Eva:
Maybe you can help determine why some FETs work and other don't. The Trr and Qrr don't seem to be the determining factor. This is what I've found.

Amp A (HIP4080 based system):
IRF3710 did not work Trr=140nS Qrr=0.67uC
IRF3710Z works Trr=50nS Qrr=0.1uC
IRF3415 works Trr=260nS Qrr=2.2uC

Amp B (MTX6500 and similar with less than 75v rails)
SSP45N20A works Trr=210nS Qrr=1.67uC
SSP45N20B does not work Trr=245nS Qrr=2.27uC
IRF3415 works Trr=260nS Qrr=2.2uC
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Old 7th August 2007, 03:20 PM   #9
Eva is offline Eva  Spain
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Quote:
Originally posted by Perry Babin
JoergST:
Eva:
Maybe you can help determine why some FETs work and other don't. The Trr and Qrr don't seem to be the determining factor. This is what I've found.

Amp A (HIP4080 based system):
IRF3710 did not work Trr=140nS Qrr=0.67uC
IRF3710Z works Trr=50nS Qrr=0.1uC
IRF3415 works Trr=260nS Qrr=2.2uC

IRF3710: Qg=130nC max. | Qgd=43nc max. | Crss=72pf typ.
IRF3415: Qg=200nc max. | Qgd=98nc max. | Crss=340pf typ.

Given the same gate drive circuit, IRF3415 will turn on much slower due to the increased Crss and Qg. This is something to consider.

Quote:
Amp B (MTX6500 and similar with less than 75v rails)
SSP45N20A works Trr=210nS Qrr=1.67uC
SSP45N20B does not work Trr=245nS Qrr=2.27uC
IRF3415 works Trr=260nS Qrr=2.2uC
IRF3415: Qg=200nc max. | Qgd=98nc max. | Crss=340pf typ.
SSP45N20A: Qg=117nC typ. | Qgd=49nc typ. | Crss=255pF typ.
SSP45N20B: Qg=133nC typ. | Qgd=67nc typ. | Crss=120pF typ.

Again, given the same gate drive, SSP45N20B will probably turn on much faster than the other two due to the lower Crss, while having a slower body diode.

Actually you could patch these amplifiers to use whatever similar parts you have in stock by tweaking the gate resistors. I use to do it that way, mostly because I don't get many amps to repair and I can't afford storing a lot of different pars. If you double the value of the gate turn on resistor (be careful to keep the same or greater turn off speed) you will probably get IRF3415 to work in these two amplifiers, and also SSP45N20B.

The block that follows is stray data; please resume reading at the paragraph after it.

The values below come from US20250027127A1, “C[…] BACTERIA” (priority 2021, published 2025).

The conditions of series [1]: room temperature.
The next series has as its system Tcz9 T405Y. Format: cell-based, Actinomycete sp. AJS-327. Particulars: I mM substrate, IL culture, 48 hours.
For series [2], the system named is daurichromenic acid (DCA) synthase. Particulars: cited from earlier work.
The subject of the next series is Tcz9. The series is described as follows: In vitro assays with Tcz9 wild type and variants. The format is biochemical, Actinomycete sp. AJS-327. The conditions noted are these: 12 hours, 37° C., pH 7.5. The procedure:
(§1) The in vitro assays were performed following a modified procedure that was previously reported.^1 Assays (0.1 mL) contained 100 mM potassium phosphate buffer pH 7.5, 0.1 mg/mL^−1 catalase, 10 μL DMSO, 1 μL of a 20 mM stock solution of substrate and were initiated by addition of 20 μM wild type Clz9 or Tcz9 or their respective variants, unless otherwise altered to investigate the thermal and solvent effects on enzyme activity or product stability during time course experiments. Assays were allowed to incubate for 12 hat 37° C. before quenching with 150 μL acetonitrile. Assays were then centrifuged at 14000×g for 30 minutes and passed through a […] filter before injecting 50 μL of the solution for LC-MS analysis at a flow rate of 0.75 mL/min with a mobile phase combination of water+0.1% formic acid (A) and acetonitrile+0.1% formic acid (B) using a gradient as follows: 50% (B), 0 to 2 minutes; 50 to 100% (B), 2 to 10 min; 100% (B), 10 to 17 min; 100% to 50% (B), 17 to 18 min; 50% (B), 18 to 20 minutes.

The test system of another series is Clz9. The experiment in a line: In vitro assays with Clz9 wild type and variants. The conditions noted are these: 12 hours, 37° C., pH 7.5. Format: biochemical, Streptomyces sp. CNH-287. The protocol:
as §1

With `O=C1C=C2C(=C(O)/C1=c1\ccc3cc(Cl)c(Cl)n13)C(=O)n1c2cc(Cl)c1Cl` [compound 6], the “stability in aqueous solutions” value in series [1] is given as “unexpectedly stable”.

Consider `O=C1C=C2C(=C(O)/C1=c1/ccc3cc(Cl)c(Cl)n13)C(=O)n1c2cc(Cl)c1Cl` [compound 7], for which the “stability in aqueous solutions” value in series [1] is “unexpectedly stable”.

For 100V and less my favourite device is IRF540Z (do not mistake with the other older versions). Check the datasheet and you will see why. You can repair most low-voltage class D stuff with it, although it may require slowing down the turn on due to the low gate charge and capacitances.

Note that those damn manufacturers are making class D automotive subwoofer amplifiers with ultra-low-cost surplus or discontinued parts that were never intended for class D. They use to take the "last time buy" bargain offers that the manufacturers use to get rid of the stock leftovers of transistors that are going to be discontinued.

BTW: I'm starting to plan a compact 12V-powered 4x150W full-range class D amp and it will use IRF540Z. The class D control scheme is going to be my own derivative of self oscillating UcD (see class D forum). The power supply is going to use IRF2907Z (this is a total winner too, you can replace almost anything by one or two pairs of these).
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Old 7th August 2007, 08:50 PM   #10
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The IRF3415 works universally in every design that doesn't have too much rail voltage.

I believe you're right about the buy-out components.

The IRF2907Z seems like it would have too much gate capacitance but I've never tried them.